Daniel Monzón (shown below) is the man who, back in 2009 gave us one of the best prison movies ever made, Cell 211, a film alert to every-thing from prison life (and death) to Spanish politics, economics and sociology. If his newest endeavor, EL NIÑO, does not come up to that level, it should be no surprise. The film is plenty good in its own right and should please genre aficionados who appreciate complex thrillers offering an extra dose of humanity and depth of characterization.
Jesús Castro, making his movie debut, Niño is shown from the first to be carefree -- why not?!-- but also a tad more thoughtful than some of his peers. This thoughtfulness grows into a kind of maturity as the movie plays out, making Niño a character we come to care and root for, if only slowly. And Señor Castro (shown below) appears to possess the kind of talent, sex appeal and charisma that just might make him a star.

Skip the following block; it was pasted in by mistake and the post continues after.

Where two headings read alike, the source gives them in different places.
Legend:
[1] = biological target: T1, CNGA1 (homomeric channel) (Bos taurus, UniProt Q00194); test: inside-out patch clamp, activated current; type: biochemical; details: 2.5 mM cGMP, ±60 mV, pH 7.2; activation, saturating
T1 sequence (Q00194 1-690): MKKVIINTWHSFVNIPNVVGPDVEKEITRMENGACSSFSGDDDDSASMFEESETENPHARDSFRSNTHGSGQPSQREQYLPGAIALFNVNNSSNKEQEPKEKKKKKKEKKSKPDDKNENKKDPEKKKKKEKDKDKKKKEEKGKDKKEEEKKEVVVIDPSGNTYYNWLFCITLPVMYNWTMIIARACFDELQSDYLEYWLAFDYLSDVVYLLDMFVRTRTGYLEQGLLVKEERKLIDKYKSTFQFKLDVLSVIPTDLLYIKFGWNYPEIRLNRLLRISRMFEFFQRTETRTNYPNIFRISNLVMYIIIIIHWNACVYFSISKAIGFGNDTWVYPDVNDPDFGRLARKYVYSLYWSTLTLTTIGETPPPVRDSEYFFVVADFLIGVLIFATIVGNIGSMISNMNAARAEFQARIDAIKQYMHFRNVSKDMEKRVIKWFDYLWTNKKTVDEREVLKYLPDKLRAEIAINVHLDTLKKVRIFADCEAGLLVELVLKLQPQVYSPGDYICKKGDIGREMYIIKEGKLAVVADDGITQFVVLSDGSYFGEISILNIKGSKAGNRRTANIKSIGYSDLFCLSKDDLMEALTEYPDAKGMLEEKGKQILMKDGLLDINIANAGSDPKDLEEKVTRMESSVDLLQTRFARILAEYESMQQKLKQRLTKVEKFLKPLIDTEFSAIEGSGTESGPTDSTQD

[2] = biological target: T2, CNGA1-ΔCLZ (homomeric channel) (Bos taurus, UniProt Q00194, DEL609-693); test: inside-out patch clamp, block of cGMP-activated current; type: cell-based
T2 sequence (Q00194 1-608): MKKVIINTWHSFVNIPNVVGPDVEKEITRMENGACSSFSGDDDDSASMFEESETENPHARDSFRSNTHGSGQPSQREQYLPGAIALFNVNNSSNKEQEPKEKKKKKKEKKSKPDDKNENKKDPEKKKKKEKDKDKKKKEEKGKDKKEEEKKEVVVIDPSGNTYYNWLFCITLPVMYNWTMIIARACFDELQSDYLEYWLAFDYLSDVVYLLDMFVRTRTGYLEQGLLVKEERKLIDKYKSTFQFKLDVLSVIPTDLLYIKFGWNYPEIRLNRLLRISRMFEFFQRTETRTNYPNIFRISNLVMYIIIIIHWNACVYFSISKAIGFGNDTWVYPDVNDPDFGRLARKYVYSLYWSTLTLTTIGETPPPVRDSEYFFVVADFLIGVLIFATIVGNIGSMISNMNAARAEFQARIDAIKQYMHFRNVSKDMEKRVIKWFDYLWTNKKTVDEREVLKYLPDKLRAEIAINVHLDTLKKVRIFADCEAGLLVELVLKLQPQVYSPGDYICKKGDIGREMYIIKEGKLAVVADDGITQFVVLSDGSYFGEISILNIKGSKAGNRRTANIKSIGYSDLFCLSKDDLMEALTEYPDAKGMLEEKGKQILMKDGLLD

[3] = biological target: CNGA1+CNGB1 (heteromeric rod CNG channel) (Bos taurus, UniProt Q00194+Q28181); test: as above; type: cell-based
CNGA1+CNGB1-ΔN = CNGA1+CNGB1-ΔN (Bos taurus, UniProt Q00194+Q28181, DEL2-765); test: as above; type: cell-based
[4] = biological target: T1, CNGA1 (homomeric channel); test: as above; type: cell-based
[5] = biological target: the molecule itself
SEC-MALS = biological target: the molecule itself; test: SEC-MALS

Alberto Ammann, after his performance under the direction of Señor Monzón.)
Jesús Carroza, below, left) who are looking for some way out of the crap Spanish economy and into a little wealth for a change.
Moussa Maaskri and Ian McShane (representing the former) and Sergi López (three photos up, at left, representing the latter). The guy and gal who do the police grunt work are played by the always terrific Luis Tosar (he of the mammoth eyebrows, above) and Bárbara Lennie (below).